23. A method of correlating genotype and phenotype information with account taken of potential or actual confounding information, comprising use of the database of claim 1.

24. A method of diagnosing disease or predisposition to disease in an individual not showing significant signs of disease, comprising use of the database of claim 1.

25. A method of identifying a correlation between a phenotype and a genotype in a database, which comprises: selecting a phenotype characteristic; identifying records from the database for individuals having the selected phenotype characteristic, wherein the database comprises a plurality of records containing phenotype information, genotype information, and confounding information; and taking account of the confounding information in the database, determining if the selected phenotype characteristic is associated with a genotype characteristic in the genotype information for records in the database, whereby the correlation between a phenotype and a genotype is identified.

26. The method of claim 25, wherein the confounding information is selected from information selected from the group consisting of medication being taken by the individual, medical history, occupational information, information relating to the hobbies of the individual, diet information, family history, normal exercise routines of the individual, age and sex.

27. The method of claim 25, wherein the phenotype information comprises one or more phenotypes selected from the group consisting of osteoporosis related phenotypes, osteoarthritis related phenotypes, immune cell subtypes, Tcell subsets, metabolic syndrome related phenotypes, syndrome X related phenotypes, and hypertension related phenotypes.

28. The method of claim 25, wherein the phenotype information comprises one or more phenotypes selected from the group consisting of thrombosis/fibrinolysis phenotypes, haemoglobinopathy related phenotypes, airway disease phenotypes, and asthma phenotypes.

29. The method of claim 25, wherein the phenotype information further comprises one or more phenotypes related to conditions selected from the group consisting of atopy/eczema, lung function, IgE, psoriasis, acne, skin cancer and moliness of skin.

30. The method of claim 25, wherein the individuals are human individuals.

31. The method of claim 25, wherein the genotype information comprises single nucleotide polymorphism information.

32. The method of claim 25, wherein the genotype information is selected from the group consisting of nucleotide sequences at one or more regions within the genome; a sequence variation; and the length of a particular sequence or a particular sequence variation.

33. The method of claim 25, wherein the database comprises records having information corresponding to twins.

34. The method of claim 33, wherein the genotype information comprises zygosity information.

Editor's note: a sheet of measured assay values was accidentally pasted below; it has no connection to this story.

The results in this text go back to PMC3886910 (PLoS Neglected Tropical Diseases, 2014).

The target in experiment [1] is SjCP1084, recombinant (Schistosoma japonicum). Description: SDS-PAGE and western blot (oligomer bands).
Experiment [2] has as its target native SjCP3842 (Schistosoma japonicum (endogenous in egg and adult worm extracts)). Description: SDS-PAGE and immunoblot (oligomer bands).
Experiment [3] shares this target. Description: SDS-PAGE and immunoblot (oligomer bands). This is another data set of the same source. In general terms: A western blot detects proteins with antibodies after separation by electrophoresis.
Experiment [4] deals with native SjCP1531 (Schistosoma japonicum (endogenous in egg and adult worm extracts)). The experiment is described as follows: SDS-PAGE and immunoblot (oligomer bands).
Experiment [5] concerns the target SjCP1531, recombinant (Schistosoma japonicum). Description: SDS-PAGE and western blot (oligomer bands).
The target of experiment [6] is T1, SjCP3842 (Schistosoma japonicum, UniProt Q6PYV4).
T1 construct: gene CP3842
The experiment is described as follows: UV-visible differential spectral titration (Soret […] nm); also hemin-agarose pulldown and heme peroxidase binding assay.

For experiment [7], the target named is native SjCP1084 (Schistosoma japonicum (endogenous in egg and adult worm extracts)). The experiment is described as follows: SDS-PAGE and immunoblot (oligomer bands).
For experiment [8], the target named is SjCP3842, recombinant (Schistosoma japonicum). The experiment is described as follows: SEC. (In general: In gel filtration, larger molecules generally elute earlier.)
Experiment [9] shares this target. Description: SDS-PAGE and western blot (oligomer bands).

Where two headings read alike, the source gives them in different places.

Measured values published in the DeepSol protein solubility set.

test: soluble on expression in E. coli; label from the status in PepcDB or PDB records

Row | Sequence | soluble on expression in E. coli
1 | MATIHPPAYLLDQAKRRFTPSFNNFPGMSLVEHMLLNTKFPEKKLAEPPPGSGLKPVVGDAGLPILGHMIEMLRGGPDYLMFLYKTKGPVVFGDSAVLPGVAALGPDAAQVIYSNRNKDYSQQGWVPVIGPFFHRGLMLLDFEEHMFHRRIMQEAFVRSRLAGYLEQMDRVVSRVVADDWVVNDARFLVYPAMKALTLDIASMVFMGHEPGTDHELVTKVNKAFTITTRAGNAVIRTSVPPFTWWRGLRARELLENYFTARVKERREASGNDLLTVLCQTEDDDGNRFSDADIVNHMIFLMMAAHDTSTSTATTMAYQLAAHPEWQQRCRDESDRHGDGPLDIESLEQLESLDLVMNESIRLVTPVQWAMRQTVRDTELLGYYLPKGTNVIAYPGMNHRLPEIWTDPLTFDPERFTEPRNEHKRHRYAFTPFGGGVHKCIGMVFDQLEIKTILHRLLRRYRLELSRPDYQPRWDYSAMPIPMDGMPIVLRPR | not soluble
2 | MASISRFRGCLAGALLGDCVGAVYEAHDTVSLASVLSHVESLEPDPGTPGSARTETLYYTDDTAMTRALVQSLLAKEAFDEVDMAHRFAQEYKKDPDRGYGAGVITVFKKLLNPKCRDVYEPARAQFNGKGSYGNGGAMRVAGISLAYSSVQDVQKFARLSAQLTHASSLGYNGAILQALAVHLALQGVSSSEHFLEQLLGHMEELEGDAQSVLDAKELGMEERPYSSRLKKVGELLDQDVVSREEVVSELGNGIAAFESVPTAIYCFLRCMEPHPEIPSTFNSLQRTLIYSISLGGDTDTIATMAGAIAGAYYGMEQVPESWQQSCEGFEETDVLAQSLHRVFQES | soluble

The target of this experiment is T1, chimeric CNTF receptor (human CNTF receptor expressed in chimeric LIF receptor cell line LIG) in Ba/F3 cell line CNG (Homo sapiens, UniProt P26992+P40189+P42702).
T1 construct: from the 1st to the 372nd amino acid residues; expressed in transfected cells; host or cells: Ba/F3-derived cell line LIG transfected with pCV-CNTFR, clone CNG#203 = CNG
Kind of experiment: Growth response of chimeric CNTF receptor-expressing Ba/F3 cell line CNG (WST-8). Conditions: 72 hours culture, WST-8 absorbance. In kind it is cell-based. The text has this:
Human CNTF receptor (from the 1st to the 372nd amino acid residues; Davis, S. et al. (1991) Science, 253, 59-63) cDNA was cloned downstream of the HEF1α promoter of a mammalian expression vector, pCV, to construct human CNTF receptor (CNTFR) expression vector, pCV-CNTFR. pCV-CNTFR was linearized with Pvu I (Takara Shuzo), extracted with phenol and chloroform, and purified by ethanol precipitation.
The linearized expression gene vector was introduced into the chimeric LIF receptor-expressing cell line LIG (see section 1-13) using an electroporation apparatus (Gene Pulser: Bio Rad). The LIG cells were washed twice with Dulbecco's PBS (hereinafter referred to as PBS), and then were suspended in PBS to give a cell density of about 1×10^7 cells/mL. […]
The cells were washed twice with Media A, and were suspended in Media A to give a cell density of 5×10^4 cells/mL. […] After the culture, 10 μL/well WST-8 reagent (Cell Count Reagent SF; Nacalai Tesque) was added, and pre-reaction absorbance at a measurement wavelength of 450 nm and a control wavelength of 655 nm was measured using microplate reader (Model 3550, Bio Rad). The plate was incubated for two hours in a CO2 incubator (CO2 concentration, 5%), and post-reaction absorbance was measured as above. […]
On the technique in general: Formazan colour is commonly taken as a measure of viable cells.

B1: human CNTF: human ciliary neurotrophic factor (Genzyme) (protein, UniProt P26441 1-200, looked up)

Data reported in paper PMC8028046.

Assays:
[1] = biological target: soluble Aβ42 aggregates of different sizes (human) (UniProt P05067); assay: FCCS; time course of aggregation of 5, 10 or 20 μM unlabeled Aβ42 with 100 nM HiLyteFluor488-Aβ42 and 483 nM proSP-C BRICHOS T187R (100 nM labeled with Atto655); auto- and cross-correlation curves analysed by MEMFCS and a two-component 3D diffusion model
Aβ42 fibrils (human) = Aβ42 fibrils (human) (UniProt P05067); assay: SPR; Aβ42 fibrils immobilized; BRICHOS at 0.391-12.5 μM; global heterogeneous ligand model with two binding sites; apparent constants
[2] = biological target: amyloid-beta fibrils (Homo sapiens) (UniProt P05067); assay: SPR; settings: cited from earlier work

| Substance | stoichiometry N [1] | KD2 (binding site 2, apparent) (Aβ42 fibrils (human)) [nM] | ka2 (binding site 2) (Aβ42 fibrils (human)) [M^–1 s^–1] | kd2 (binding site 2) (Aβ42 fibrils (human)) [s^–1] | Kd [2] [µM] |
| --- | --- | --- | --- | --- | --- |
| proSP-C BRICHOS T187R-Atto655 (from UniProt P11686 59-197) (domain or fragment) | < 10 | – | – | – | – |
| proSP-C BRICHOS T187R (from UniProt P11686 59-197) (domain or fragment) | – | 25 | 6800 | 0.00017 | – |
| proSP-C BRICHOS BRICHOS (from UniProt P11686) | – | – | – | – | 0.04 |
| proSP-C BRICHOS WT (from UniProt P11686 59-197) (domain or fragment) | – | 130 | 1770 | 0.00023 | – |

35. The method of claim 25, wherein the database comprises identifiers corresponding to samples of tissue of or of fluid from the individuals.

36. The method of claim 35, wherein the samples of tissue or of fluid are selected from the group consisting of urine, serum, skin, liver, heart, bone, hair, muscle, kidney, tooth, saliva, feces and DNA.

37. The method of claim 25, wherein the plurality of records in the database contain information relating to geographical location of the sample, storage conditions of the sample, and a storage reference number of the sample.

38. The method of claim 25, wherein the plurality of records in the database contain information relating to personal contact information of individuals.

Description:

DESCRIPTION OF BACKGROUND ART

[0001] 1. Field of the Invention

[0002] The present invention relates to a database containing information useful for clinical, diagnostic and other purposes, and relates in particular to a database containing genotype and phenotype information. The present invention also relates to methods of adding information to the database and to methods of identifying correlations within and between phenotypes and/or genotypes in the database as well as to other uses of the database.

[0003] 2. Related Art

[0004] It is recognised that most diseases can be correlated with geographical, environment, dietary, genetic and/or other specific contributory factors. Hence, much effort today is directed at identifying those contributing factors, and also those factors which may not directly contribute to these but are otherwise linked thereto and may be correlated with presence of disease for some other reason, so that even more accurate diagnosis of disease and pre-deposition to disease can be achieved.

[0005] It is known to select a group of individuals according to a particular criteria and carry out various tests including obtaining information such as genotype and phenotype to create a database of information concerning individuals conforming with the particular selection criteria chosen. Information in the database may then be used to identify causative factors or other factors related to incidence of or pre-deposition to disease. Following this strategy, it is known, for example, to carry out an analysis of the causes of the hypertension by selecting a group of individuals all of which are hypertensive and then attempting to identify common genotypic or phenotypic characteristics amongst this group. When analysing the causes of the different disease, a different selected group of individuals is identified and may be subject of a separate analysis.